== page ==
Tackling food insecurity requires an understanding of the underlying causes. One of these is agricultural polices in rich countries, which can lead to cheap food imports in poor countries.
Many factors contribute to food insecurity. Political instability and natural disasters can cause food crises on a national scale, and high numbers of dependants per income earner cause food insecurity for households.
Recent research published by the World Institute for Development Economics Research (WIDER) of the United Nations University (UNU) argues that agricultural subsidies and border restrictions in wealthy nations are a major underlying cause of food insecurity in poorer nations. Subsidies for food production in developed countries result in cheap food imports to developing countries. This can undermine long-term agricultural production in developing countries and contribute to food shortages.
Agricultural support policies in developed nations take two main forms. First, countries support producers and consumers in their own countries through subsidies. Second, they protect producers from foreign competitors through various border measures (including tariffs, import quotas and import and export rules). In 2001, the estimate of aggregate support provided in the Organisation for Economic Co-operation and Development countries was US$ 311 billion.
The research shows:
- Agricultural subsidies in rich countries lead to lower global prices for agricultural goods. If poorer countries produce the same goods as richer ones, they must either diversify into other goods or decrease the price of their agricultural produce.
- Poor countries often have weak productive capacities, weak financial and business-support institutions and a weak physical infrastructure. Consequently, they cannot easily diversify their production and need to find ways to further lower their product prices.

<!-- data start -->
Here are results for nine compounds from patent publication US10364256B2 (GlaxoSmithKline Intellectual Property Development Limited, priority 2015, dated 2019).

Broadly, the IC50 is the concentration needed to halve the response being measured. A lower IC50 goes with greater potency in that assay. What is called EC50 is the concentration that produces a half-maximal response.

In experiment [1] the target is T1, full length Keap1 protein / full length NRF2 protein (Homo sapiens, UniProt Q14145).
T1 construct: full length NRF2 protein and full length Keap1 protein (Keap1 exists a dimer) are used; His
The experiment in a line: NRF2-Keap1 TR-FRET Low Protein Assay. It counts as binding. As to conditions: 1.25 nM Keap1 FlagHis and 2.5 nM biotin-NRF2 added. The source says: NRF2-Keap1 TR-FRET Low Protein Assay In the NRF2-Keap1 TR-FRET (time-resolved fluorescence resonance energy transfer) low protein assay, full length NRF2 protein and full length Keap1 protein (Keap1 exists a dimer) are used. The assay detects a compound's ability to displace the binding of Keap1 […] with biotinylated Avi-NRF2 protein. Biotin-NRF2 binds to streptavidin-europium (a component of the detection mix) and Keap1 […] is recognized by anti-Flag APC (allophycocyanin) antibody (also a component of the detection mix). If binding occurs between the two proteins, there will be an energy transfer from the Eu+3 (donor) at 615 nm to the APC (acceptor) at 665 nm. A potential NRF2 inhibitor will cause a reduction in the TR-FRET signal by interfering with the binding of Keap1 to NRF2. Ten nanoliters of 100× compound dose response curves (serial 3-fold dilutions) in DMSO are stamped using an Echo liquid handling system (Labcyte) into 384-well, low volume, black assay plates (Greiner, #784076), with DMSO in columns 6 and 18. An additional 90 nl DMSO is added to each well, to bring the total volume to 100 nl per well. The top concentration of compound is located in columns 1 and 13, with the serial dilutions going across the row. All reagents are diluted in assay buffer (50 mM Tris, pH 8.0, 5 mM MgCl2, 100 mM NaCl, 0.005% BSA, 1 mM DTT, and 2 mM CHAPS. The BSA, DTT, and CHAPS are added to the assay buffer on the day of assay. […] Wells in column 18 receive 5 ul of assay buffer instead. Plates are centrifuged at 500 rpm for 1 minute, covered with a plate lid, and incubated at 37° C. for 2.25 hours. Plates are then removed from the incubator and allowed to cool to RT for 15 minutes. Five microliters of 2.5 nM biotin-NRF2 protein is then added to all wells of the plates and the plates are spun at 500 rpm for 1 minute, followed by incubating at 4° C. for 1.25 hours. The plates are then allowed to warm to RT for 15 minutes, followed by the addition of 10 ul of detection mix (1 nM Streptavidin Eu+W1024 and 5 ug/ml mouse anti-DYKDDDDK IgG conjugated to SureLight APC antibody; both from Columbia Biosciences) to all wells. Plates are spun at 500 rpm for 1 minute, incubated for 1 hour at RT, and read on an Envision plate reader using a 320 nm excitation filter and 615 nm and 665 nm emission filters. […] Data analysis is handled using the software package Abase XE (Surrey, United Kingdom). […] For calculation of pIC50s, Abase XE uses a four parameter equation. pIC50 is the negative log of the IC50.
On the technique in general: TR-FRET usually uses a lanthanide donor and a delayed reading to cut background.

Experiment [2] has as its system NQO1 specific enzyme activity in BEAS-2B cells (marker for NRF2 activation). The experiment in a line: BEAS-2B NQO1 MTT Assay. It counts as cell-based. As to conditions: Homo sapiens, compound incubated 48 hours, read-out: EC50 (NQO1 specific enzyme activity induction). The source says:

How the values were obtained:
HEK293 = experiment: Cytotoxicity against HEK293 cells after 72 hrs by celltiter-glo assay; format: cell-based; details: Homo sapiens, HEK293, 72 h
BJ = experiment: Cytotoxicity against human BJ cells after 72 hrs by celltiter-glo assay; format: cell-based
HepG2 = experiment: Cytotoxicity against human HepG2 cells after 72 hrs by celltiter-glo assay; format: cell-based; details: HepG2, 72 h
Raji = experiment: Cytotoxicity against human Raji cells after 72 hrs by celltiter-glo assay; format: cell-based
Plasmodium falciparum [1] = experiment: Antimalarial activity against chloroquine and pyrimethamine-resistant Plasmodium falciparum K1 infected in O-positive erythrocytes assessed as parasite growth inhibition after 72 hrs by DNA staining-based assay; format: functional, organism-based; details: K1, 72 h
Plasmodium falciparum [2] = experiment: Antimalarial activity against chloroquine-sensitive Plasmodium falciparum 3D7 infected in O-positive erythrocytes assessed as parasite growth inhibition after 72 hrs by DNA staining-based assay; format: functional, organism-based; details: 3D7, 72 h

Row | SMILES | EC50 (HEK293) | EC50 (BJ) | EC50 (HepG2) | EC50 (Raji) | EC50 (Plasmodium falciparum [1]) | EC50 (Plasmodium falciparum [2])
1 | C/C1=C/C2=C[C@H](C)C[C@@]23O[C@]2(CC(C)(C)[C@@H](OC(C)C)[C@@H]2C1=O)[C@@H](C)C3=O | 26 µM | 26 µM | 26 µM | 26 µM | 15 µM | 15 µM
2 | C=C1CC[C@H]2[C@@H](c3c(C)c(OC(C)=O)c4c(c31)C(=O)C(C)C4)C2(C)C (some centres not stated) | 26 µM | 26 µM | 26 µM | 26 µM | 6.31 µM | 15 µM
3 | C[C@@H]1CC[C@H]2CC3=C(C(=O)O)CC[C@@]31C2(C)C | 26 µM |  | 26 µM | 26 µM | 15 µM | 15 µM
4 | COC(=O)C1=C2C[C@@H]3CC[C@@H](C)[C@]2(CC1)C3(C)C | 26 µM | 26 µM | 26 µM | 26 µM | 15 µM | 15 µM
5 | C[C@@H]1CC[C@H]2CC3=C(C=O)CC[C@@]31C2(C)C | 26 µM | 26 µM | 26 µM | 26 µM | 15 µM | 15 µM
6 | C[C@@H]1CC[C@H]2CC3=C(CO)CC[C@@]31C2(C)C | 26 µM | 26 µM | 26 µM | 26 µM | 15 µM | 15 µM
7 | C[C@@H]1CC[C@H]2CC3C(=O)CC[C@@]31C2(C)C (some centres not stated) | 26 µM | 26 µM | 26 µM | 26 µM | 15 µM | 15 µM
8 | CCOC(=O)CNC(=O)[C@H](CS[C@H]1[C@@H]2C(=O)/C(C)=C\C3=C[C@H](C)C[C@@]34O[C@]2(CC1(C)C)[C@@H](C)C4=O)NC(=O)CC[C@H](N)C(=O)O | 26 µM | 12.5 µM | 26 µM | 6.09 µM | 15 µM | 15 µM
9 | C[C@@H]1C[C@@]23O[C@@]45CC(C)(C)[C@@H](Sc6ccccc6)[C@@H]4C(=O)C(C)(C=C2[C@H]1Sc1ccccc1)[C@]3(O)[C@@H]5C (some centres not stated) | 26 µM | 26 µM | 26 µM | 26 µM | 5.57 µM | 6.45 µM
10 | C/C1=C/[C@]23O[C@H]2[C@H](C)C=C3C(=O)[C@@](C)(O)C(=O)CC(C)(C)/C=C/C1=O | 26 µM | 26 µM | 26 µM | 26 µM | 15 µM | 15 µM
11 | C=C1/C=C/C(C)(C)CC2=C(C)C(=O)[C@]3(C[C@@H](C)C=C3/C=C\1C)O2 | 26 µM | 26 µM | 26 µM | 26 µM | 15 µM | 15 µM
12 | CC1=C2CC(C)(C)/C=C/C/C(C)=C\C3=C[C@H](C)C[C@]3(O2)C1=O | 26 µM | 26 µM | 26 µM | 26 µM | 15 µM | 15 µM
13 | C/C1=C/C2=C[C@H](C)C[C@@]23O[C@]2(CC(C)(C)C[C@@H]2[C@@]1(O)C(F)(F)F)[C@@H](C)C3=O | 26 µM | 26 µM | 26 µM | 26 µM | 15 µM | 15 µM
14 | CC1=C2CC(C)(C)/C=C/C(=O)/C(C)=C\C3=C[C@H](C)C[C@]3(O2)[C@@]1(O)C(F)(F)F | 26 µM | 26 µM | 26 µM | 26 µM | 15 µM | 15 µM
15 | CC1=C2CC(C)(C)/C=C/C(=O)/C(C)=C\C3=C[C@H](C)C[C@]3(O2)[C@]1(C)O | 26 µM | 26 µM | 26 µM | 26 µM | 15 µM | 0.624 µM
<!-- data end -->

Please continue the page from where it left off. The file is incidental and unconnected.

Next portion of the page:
- Poor countries that are not able to increase productivity levels need to lower wages to reduce product prices. However, this is almost impossible where wages are already at or below subsistence level.
As a result, many poor countries are squeezed out of agricultural markets in which they compete with the rich countries. Many are forced to specialise further in agricultural goods in which they are almost exclusive producers, namely tropical goods. Unfortunately many tropical products are associated with unstable prices and revenues.A narrow specialisation in such goods therefore increases a country’s exposure to economic shocks.
Richer countries do not consider the full impacts of their agricultural policies. Policies to support their own farmers affect agricultural production in poorer countries. Ending agricultural support in wealthier countries is an important precondition for the economic development of poorer countries. This should be the first step to combat poverty and increase food security.
The researcher recommends:
- The only sustainable way to combat food insecurity is through economic growth that creates productive employment opportunities and raises household incomes.
- Developing country agricultural sectors are restricted by agricultural policies in rich countries. Rich countries must pursue a comprehensive approach to phasing-out agricultural support measures at home.
- Comprehensive agricultural reform in advanced countries is the best first measure to address distortions of global agricultural markets. In the absence of this, poor countries that are negatively affected by agricultural support policies elsewhere should consider using well-targeted trade barriers. This could prevent imports of subsidised food and stimulate domestic food production.
‘Food Security: Indicators, Measurement, and the Impact of Trade’, UNU-WIDER Studies in Development Economics: Oxford University Press, edited by Shabd S. Acharya, Benjamin Davis and Basudeb Guha-Khasnobis, 2007
‘Agricultural Support Measures of Advanced Countries and Food Insecurity in Developing Countries’, United Nations University and World Institute for Development Economics Research, Research Paper No.2006/141, by Michael Herrmann, November 2006 (PDF) Full document.
Funded by: UK Department for International Development; Danish Royal Ministry of Foreign Affairs; Finnish Ministry for Foreign Affairs; Norwegian Royal Ministry of Foreign Affairs; Swedish International Development Co-operation Agency
id21 Research Highlight: 12 April 2007
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